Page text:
Lords of the Strings
by Joshua Rey, 13 August 2009
WEST HARTFORD, Conn. - When I left Miami for New England last February, I had two major concerns. What am I going to do when it snows and where am I going to find good tennis? I still haven't figured out the winter weather, but I got my tennis answer at Elizabeth Park, where 800 varieties of roses have long outshined nine dusty hard courts.
Not long after making my move, I met Phil Gordon in a local pro shop and told him I was a 4.5 player looking for a good hit. Gordon, a 65-year-old who's spent more than half his life teaching tennis to inner-city youths, invited me to Elizabeth to hit with a junior from his Tennis Unlimited summer camp. Upon arriving, I quickly learned that though flowers may flourish in Elizabeth's world-famous rose garden, a trio of racquet-swinging siblings is blooming on concrete.
My hitting partner on that June 2008 day was taller, stronger and better than me. She was also half my age. I couldn't believe my ears when Dayna Lord told me she was 12 years old. I couldn't believe my eyes when after 30 minutes of baseline bashing, I sported a sweat-soaked shirt while hers appeared as if it had just been dry-cleaned.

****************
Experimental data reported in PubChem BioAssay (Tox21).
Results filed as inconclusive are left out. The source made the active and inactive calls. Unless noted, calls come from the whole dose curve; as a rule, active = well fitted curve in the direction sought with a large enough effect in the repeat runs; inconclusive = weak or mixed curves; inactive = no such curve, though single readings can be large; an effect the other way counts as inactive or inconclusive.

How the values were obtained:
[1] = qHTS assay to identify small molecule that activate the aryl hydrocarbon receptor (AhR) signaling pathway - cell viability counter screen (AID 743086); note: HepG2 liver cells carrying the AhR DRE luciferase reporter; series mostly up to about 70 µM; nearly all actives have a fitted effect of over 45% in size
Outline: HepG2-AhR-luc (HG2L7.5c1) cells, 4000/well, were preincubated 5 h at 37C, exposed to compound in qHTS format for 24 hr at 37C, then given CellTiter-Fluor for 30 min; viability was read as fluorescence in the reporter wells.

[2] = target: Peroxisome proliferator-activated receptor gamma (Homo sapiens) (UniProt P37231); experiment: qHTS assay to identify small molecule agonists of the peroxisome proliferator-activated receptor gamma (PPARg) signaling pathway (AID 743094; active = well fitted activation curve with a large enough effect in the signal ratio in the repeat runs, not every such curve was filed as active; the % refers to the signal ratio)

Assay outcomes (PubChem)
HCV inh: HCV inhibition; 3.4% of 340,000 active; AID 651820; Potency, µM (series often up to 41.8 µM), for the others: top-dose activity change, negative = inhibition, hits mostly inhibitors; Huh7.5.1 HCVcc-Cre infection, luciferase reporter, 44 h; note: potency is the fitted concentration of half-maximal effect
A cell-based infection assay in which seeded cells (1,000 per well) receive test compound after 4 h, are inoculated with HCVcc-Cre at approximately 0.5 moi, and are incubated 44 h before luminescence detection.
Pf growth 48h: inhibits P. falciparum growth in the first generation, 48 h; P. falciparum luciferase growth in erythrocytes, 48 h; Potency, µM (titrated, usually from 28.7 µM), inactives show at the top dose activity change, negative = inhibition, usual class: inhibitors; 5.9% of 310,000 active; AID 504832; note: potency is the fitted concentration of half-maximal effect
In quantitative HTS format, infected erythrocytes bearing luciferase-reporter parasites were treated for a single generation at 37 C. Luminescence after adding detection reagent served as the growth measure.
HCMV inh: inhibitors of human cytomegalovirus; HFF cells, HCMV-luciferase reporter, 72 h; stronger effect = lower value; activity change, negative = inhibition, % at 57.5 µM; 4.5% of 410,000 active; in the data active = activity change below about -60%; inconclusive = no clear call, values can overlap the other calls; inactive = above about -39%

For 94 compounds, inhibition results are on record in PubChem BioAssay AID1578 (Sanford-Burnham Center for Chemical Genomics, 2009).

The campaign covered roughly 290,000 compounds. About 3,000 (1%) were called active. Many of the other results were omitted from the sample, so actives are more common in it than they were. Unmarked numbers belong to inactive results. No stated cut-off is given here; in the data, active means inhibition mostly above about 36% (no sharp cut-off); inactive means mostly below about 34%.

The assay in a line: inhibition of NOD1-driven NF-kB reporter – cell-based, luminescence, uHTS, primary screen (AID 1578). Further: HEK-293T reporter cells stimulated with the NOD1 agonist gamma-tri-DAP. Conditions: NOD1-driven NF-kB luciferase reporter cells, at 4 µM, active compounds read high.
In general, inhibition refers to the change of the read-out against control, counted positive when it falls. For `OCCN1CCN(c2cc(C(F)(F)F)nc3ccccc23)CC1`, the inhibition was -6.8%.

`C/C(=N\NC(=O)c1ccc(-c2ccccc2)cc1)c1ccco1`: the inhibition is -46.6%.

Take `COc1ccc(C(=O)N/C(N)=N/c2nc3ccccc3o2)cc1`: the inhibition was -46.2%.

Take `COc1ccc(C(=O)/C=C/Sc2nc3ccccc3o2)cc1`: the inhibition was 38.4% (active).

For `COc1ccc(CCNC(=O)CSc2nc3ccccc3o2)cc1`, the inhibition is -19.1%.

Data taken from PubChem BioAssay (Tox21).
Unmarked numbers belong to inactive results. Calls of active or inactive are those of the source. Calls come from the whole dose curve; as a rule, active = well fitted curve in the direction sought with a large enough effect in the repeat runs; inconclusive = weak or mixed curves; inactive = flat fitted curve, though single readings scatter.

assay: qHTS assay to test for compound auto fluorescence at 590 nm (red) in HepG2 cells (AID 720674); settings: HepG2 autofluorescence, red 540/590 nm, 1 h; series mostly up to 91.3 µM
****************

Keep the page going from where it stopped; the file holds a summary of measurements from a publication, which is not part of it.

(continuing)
And that was just the warm-up.
As our set began, I was on the receiving end of faster serves and cleaner strokes than I'd ever encountered in four years of college club tennis at Florida International. I mustered just enough energy to run down enough of Dayna's devastating shots to drop the set 6-4. When I walked over to Gordon to praise my opponent, he introduced me to Melissa and Matthew Lord, Dayna's younger siblings, as if to say, "There's more where that came from."
Playing against an older, more experienced opponent isn't out of the ordinary for the Lords. Ten-year-old Matthew is No. 18 in USTA New England's Boys' 12 singles rankings. Melissa, 12, is No. 3 in the Girls' 14s. Dayna, who turned 14 over the summer, is No. 1 in the Girls' 16s.
But playing in a section that hosts just two of the USTA's 175 national junior tournaments, the Lords aren't a household name in America. Gordon likes it that way.